Campaign season is well under way for the presidential election. Locally, candidates for Eugene City Council and mayor, and Lane County Board of Commissioners are starting to declare themselves. 

But those elections and campaigns are still taking shape, while here in Eugene, a campaign has launched for a Nov. 3 special election: the library levy.

Vote Yes! for Libraries has kicked off its campaign. Measure 20-235 would add $2.7 million a year, for five years, to the library’s operating budget. 

Local businesses can benefit from a collection of useful web links regarding surveys, zoning, planning, building permits, flood hazard, wetlands, restaurant inspections and more at lanecounty.org. Lane County’s Geographic Information System and property records online have been updated into a new system that can be accessed by computer or cell phone. Look for “Maps and Property Info” under “Quick Links” on the county website’s home page. 

 • Lane County is taking public comment on its draft 20-year Parks Master Plan, which will guide the management of county parks from 2016 to 2036. This is the first comprehensive update to the original 1980 master plan. The draft plan is available at city libraries and an open house runs from 6 to 8 pm Thursday, Sept. 24, at Harris Hall, 125 E. 8th Ave.

The Oregon Department of Transportation is currently spraying roadsides. Call Tony Kilmer at ODOT District 5 at 744-8080 or call (888) 996-8080 for herbicide application information. Hwy. 99 was recently sprayed.

The Oregon Department of Environmental Quality (DEQ) is accepting comments through 5 pm on Friday, Sept. 25 on an application from Utah-based Layton Construction for Clean Water Act permitting of discharges of construction-related stormwater pollution at McKenzie-Willamette Medical Center, in Springfield. Visit goo.gl/Yp4iAK for info on commenting.

Photo by Gary Hale / Forestland Dwellers


Eugene lost a culinary legend with the passing of chef Gabriel Gil last week. Known best for his influence on local restaurants past and present, including Rabbit Bistro and Bar, Soubise and Tacovore, Gil was a friend and inspiration to many in the local restaurant community.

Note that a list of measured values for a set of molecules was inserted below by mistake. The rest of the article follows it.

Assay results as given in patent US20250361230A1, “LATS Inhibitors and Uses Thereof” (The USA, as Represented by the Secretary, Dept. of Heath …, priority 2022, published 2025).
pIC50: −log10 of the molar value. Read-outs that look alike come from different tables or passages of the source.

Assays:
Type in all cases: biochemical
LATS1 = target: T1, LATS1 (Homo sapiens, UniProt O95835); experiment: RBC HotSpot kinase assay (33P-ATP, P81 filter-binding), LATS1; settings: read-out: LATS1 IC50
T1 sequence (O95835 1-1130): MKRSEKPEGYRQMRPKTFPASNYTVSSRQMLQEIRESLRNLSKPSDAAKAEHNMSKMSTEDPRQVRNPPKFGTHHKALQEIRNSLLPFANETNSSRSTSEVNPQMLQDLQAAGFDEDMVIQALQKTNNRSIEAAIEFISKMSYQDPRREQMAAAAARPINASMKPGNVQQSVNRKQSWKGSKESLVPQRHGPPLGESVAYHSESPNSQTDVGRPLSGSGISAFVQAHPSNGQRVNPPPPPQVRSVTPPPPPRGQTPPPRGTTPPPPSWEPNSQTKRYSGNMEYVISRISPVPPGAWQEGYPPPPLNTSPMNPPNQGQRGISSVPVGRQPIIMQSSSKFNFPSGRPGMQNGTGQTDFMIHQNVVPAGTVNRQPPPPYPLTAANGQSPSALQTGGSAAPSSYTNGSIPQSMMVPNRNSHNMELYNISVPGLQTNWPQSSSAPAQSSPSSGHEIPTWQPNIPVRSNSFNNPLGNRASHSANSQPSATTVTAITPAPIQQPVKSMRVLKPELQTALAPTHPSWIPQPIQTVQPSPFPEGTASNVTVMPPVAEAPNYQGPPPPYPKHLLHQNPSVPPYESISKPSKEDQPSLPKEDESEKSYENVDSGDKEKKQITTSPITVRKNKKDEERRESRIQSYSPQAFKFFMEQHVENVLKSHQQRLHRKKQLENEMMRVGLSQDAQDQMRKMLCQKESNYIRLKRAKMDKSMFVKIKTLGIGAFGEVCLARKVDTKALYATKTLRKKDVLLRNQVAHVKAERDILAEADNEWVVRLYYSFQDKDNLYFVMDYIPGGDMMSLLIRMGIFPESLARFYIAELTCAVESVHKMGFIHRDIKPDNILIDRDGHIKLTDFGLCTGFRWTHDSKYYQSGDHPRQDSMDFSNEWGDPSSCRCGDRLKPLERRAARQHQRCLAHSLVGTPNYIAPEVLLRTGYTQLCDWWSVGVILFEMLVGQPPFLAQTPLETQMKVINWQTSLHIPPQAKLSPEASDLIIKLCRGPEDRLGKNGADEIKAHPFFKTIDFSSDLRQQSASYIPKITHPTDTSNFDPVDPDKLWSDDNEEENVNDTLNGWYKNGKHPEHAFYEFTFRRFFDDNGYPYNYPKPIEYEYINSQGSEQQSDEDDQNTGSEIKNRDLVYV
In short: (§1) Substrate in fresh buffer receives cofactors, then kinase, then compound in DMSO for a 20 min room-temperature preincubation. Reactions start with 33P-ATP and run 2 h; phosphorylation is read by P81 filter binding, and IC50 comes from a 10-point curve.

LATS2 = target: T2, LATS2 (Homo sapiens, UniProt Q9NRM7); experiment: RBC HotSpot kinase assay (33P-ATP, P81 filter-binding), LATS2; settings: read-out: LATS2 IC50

Gil was 43 years old and died after suffering a medical crisis.

His partner in life and work, Amy Hand, says working with Gil was “challenging but rewarding. I learned a tremendous amount from him — he upped my personal game. It was inspiring to work with him.”

Oregon Department of Transportation is currently spraying roadsides. Call Tony Kilmer at ODOT District 5 at 744-8080 or call (888) 996-8080 for herbicide application information. Hwy. 36 near Mapleton and Hwy. 99 near Eugene were recently sprayed.

We hear Pacific Recycling has filed for Chapter 11 bankruptcy and is currently closed. The scrap metal processor based at 3300 Cross Street in Eugene had employed an average of 55 full-time workers. It listed assets and liabilities ranging between $10 million and $50 million in a petition filed in Oregon Bankruptcy Court, according to a story Aug. 31 in the industry newsletter American Metal Market. Company President Rod Shultz told AMM that “we’ve overcome many obstacles while heavily investing in new capital improvements.

• The South Willamette Special Zone Area is the topic at City Club of Eugene at noon Friday, Sept. 18, at the Downtown Athletic Club, 999 Willamette Street. Planning consultant Eben Fodor and local architect and Planning Commission Chairman Bill Randall will be the speakers. The discussion is in advance of an Oct. 19 public hearing before the City Council on the proposal to create a long-range development plan along the Willamette corridor between 23rd and 32nd avenues. Fodor is a critic of the plan and its impact on the neighborhood and Randall helped craft the plan.

In Afghanistan

• 2,363 U.S. troops killed (2,355 last month)

• 20,071 U.S. troops wounded in action (updates NA)

• 1,599 U.S. contractors killed (1,599)

• 16,179 civilians killed (updates NA)

• $713.4 billion cost of war ($709.4 billion)

• $285.4 million cost to Eugene taxpayers ($283.8 million)


Against ISIS

• $6 billion cost of military action ($5.4 billion)

• $2.4 million cost to Eugene taxpayers ($2.2 million)

Light streams through large glass windows to fall on each carefully salvaged piece of wood in Jess Pollack’s beautiful remodeled home. Pollack, a humble self-described contractor with an appreciation for the arts, turned an odd ’60s home into a work of modern whimsical art in a 14-year labor of love.